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Rejection After Acceptance January 23, 2010

Posted by Ronica Stromberg in Uncategorized.
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I sold a story to a Christmas anthology almost two years ago and eagerly awaited my author copy arriving by Christmas 2009. It never did.

I e-mailed the editor.  Turns out the publisher cut my story right before publication. No explanation. Sometimes even accepted work gets dropped.

Normally, a rejection on a story for an anthology or magazine doesn’t bother me much. But this was my fifth-grade teacher’s story. She’d called me after reading in my hometown paper about the sale of my first book. She wondered if I remembered her. Of course, I did.  She was one of my favorite teachers. We became pen pals, and I visited her when I returned home.

On one visit, she told me how cardinals became significant to her when her husband fell ill with cancer. Every time they visited his doctor, they’d see a cardinal along the way and her husband would have a good checkup. They began to view cardinals as a sign of hope. Then, on the way to a final checkup, they never saw a cardinal. The doctor told them that the cancer had returned and was inoperable. The husband of my fifth-grade teacher passed away a couple of days later.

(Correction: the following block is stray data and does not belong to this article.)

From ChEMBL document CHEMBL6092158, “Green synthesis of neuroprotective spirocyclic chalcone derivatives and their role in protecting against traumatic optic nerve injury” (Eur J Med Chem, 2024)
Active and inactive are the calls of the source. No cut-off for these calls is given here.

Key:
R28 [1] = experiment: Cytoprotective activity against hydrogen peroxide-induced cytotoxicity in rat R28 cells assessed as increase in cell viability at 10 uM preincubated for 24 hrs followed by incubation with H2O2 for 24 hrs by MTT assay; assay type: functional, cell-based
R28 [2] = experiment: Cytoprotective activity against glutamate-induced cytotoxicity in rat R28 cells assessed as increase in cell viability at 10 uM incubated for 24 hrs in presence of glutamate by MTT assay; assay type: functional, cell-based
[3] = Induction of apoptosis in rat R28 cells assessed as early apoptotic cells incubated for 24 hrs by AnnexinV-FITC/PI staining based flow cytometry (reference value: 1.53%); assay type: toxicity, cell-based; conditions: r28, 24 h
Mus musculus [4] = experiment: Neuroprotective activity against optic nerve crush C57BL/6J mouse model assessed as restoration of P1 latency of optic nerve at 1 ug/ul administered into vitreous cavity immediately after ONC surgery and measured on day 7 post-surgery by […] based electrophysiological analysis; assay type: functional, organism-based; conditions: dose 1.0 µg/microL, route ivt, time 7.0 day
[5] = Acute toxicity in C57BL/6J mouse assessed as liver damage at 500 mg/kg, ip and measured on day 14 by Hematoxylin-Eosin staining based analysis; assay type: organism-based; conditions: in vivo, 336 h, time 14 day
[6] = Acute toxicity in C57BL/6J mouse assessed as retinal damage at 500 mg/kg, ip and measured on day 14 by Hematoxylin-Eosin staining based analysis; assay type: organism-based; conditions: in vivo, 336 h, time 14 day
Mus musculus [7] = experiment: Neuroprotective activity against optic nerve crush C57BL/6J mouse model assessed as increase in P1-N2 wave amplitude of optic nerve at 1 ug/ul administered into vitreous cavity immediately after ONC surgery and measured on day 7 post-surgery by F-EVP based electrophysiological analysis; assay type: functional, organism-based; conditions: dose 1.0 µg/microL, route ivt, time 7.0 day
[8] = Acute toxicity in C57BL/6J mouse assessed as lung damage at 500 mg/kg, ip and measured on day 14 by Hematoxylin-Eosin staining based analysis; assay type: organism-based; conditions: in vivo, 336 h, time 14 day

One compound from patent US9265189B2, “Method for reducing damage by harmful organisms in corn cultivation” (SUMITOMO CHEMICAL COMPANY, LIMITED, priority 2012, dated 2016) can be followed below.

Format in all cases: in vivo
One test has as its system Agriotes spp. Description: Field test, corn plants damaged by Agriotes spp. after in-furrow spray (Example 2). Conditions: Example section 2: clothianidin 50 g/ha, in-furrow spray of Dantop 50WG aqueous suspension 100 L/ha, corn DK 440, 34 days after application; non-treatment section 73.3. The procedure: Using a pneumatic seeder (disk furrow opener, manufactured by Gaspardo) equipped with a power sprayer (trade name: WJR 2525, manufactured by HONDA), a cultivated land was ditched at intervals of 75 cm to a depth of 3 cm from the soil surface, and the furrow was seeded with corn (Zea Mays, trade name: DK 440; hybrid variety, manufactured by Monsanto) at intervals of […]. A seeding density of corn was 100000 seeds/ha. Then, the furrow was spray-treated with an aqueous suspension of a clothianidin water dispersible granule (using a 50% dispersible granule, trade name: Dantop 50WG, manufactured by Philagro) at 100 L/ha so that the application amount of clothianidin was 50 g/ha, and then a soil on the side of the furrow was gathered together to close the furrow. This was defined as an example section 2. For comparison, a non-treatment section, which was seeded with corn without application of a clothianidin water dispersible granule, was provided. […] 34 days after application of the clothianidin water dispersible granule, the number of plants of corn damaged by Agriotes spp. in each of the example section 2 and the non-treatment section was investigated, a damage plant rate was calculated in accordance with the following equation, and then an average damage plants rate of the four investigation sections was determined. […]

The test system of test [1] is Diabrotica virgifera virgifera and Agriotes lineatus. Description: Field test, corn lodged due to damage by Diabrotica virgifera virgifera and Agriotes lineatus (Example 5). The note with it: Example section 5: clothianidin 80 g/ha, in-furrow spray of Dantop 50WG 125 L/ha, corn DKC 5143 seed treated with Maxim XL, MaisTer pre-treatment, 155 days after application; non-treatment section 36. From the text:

My fifth-grade teacher sank into a depression, seldom leaving the house. One day, she pulled herself from bed, looked out a window, and asked God why her husband had to die. Almost as if in response, a male cardinal flew past her window and alighted in her yard. On the other side of the chain-link fence separating her yard from her neighbor’s, a female cardinal stood, facing the male. My teacher drew comfort from this bird sighting, interpreting it as a message from God that, like the cardinals separated by a fence, she and her husband stood separated by time but  would one day be reunited.

She grew better and collected and kept cardinal figurines around her house as a reminder of the hope she had. She also sent out Christmas cards with cardinals on them every year.

I thought her story could touch many people and comfort others grieving a loved one. She agreed I should submit it for publication. When an editor accepted it, she cried with joy.

She passed away several months later, still anticipating her story’s publication. This is why this rejection hurts.

Now I need to tell her children what happened to her story.

Not easy.

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